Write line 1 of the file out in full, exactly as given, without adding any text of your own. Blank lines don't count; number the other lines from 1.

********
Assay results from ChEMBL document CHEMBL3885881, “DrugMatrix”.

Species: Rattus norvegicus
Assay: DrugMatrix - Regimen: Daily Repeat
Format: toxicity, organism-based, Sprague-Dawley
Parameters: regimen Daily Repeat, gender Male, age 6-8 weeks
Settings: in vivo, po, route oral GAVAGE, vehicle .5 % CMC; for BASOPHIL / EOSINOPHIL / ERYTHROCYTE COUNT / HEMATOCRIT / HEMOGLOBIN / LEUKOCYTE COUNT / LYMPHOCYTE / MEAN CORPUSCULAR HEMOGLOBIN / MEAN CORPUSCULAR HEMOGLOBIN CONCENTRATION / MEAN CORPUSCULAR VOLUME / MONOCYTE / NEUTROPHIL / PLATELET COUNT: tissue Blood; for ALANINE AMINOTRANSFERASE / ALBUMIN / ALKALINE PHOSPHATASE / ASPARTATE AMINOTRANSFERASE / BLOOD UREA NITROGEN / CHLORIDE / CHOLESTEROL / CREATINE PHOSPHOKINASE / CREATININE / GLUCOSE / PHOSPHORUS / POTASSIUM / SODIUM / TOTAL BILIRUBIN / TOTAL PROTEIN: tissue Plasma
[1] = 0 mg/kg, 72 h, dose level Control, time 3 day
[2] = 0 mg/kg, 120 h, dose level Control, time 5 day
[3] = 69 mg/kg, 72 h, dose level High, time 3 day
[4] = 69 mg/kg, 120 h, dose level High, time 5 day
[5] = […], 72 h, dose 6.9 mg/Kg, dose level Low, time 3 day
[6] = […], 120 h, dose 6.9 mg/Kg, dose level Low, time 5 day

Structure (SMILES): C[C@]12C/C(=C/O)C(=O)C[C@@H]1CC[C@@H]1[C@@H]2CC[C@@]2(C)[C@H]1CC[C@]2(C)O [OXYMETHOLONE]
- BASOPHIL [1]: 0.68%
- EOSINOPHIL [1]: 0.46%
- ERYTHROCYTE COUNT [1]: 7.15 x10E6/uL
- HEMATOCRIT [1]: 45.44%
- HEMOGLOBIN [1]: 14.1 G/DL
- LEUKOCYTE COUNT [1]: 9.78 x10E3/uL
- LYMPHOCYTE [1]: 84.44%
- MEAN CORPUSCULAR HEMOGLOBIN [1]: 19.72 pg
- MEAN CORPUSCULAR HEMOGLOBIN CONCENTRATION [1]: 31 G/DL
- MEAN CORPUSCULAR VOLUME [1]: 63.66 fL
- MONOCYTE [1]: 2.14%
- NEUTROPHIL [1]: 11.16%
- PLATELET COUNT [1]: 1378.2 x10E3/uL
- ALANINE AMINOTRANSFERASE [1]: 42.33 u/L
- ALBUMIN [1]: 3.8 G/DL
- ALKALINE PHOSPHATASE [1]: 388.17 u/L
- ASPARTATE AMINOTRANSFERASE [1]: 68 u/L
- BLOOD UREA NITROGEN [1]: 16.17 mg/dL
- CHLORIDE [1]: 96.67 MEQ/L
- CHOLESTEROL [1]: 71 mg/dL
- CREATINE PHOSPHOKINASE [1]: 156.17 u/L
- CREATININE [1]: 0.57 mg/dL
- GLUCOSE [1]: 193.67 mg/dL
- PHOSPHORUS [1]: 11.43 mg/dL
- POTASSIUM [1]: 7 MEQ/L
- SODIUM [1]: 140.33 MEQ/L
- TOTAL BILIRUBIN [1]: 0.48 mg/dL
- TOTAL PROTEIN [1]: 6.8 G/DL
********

Assay results from ChEMBL document CHEMBL3885881, “DrugMatrix”.